Five minutes later, SH said, “I like this. I’m going to buy it.”

Curses! Foiled again! “Maybe you should wait,” I suggested, trying to buy time until Christmas. “She’ll be at some other art fairs this fall.”

“No! I never get myself anything I want!” [What?! He of the 85 blue shirts? And the gajillion CDs?]

I rolled my eyes and followed him to the cashier stand. It’s going to be the Beevis and Butthead Electric Toothbrush this year, I guess. I’m out of options.

Speak English, dammit

posted Wed, 16 Aug 2006

I was inspired by this very funny post about an obnoxious parent baby talking to his non-baby child to write about my own experience with a sort of similar situation, only my situation didn’t involve a swimming pool or anyone looking at Kate Moss’s butt or me considering telling my child – for I have none – to make me a gin and tonic.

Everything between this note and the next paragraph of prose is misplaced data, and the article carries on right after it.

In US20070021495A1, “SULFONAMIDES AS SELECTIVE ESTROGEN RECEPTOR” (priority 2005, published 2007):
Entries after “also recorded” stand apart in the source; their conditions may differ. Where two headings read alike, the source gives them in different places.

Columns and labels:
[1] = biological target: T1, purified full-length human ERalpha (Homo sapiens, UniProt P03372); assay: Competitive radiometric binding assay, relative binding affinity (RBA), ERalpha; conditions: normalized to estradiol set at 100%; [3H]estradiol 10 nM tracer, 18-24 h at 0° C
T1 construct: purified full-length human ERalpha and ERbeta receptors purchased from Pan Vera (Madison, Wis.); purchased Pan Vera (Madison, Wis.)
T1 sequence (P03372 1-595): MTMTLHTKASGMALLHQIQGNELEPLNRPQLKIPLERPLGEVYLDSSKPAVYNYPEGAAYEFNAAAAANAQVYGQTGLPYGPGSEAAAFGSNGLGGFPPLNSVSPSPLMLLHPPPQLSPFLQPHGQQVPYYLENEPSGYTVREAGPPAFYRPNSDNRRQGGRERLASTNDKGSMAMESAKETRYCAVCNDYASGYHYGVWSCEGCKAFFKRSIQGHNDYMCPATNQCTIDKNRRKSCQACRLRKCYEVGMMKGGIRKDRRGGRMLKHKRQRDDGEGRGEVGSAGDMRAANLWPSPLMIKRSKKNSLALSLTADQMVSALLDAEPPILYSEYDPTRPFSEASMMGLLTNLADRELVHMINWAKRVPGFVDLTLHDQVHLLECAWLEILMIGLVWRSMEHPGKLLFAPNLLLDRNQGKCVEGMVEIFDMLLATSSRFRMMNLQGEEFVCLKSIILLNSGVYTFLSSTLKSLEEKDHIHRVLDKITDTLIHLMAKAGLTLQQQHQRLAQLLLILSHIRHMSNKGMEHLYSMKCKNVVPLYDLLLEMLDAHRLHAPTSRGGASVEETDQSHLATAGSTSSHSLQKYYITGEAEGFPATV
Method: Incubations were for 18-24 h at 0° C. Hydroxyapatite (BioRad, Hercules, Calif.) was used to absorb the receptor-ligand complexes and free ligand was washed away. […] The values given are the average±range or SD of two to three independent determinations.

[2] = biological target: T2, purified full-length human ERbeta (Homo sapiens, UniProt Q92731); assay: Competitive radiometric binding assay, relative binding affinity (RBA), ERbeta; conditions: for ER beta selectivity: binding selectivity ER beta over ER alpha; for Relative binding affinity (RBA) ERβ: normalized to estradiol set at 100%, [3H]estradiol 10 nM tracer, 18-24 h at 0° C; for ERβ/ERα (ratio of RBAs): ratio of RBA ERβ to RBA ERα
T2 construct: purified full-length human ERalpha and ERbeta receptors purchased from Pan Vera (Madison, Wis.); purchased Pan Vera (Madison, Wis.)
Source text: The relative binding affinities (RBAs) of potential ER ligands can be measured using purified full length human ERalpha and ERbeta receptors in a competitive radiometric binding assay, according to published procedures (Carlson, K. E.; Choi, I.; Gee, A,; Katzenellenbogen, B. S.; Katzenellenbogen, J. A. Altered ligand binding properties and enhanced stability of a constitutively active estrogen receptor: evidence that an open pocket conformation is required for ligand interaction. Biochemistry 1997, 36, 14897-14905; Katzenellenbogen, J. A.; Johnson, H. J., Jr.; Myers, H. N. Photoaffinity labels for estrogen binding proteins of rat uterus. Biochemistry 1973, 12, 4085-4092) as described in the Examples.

But my story does contain an obnoxious dad baby talking to a child who is not a baby, an offense for which you should be allowed to use one of your three daily vaporizing zaps. You know the zaps I’m talking about – the ones you use on rude obnoxious people who violate the laws of civilized behavior, like the drivers who ignore the “Left lane closed ahead” signs and drive all the way to where the left lane disappears and then expect to be let in – and people always do let them in! – or the people who get into the express line at the grocery store with 43 items or the woman ahead of me today at Target who was too busy on her cellphone to pay the cashier and made all of us wait until she’d finished her conversation before she completed her transaction. Those people. Those of us who are polite should be allowed to vaporize three jerks per day. At least. Including adults who baby talk to anyone who’s not a baby.